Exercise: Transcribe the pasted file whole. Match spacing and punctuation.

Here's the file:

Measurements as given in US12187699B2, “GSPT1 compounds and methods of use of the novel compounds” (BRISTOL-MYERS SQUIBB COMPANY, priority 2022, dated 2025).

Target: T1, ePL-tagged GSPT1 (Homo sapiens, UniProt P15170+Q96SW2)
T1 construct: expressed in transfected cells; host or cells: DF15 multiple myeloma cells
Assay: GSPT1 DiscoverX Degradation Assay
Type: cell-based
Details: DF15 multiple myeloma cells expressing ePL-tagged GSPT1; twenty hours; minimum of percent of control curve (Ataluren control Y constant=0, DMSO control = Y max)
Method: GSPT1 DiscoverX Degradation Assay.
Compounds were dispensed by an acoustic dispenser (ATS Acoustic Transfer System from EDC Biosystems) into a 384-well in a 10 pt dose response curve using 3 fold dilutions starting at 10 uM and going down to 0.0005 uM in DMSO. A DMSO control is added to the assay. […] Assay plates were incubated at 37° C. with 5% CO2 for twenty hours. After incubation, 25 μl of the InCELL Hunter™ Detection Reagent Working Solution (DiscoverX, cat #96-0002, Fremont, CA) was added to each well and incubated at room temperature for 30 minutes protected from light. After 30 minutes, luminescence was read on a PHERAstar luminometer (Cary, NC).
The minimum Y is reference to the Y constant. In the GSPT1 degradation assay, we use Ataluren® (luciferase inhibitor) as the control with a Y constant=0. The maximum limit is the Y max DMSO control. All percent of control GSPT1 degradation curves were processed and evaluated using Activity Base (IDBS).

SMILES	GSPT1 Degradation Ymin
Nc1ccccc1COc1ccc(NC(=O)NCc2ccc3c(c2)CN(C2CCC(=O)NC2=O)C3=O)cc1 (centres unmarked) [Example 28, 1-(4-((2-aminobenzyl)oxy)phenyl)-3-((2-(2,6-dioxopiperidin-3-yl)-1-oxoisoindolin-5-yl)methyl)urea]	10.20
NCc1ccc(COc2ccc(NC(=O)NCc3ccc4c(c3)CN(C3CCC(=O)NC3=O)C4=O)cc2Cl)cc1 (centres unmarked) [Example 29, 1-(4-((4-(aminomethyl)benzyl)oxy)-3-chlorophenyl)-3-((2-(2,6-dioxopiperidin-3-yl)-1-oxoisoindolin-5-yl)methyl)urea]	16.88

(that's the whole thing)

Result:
Measurements as given in US12187699B2, “GSPT1 compounds and methods of use of the novel compounds” (BRISTOL-MYERS SQUIBB COMPANY, priority 2022, dated 2025).

Target: T1, ePL-tagged GSPT1 (Homo sapiens, UniProt P15170+Q96SW2)
T1 construct: expressed in transfected cells; host or cells: DF15 multiple myeloma cells
Assay: GSPT1 DiscoverX Degradation Assay
Type: cell-based
Details: DF15 multiple myeloma cells expressing ePL-tagged GSPT1; twenty hours; minimum of percent of control curve (Ataluren control Y constant=0, DMSO control = Y max)
Method: GSPT1 DiscoverX Degradation Assay.
Compounds were dispensed by an acoustic dispenser (ATS Acoustic Transfer System from EDC Biosystems) into a 384-well in a 10 pt dose response curve using 3 fold dilutions starting at 10 uM and going down to 0.0005 uM in DMSO. A DMSO control is added to the assay. […] Assay plates were incubated at 37° C. with 5% CO2 for twenty hours. After incubation, 25 μl of the InCELL Hunter™ Detection Reagent Working Solution (DiscoverX, cat #96-0002, Fremont, CA) was added to each well and incubated at room temperature for 30 minutes protected from light. After 30 minutes, luminescence was read on a PHERAstar luminometer (Cary, NC).
The minimum Y is reference to the Y constant. In the GSPT1 degradation assay, we use Ataluren® (luciferase inhibitor) as the control with a Y constant=0. The maximum limit is the Y max DMSO control. All percent of control GSPT1 degradation curves were processed and evaluated using Activity Base (IDBS).

SMILES	GSPT1 Degradation Ymin
Nc1ccccc1COc1ccc(NC(=O)NCc2ccc3c(c2)CN(C2CCC(=O)NC2=O)C3=O)cc1 (centres unmarked) [Example 28, 1-(4-((2-aminobenzyl)oxy)phenyl)-3-((2-(2,6-dioxopiperidin-3-yl)-1-oxoisoindolin-5-yl)methyl)urea]	10.20
NCc1ccc(COc2ccc(NC(=O)NCc3ccc4c(c3)CN(C3CCC(=O)NC3=O)C4=O)cc2Cl)cc1 (centres unmarked) [Example 29, 1-(4-((4-(aminomethyl)benzyl)oxy)-3-chlorophenyl)-3-((2-(2,6-dioxopiperidin-3-yl)-1-oxoisoindolin-5-yl)methyl)urea]	16.88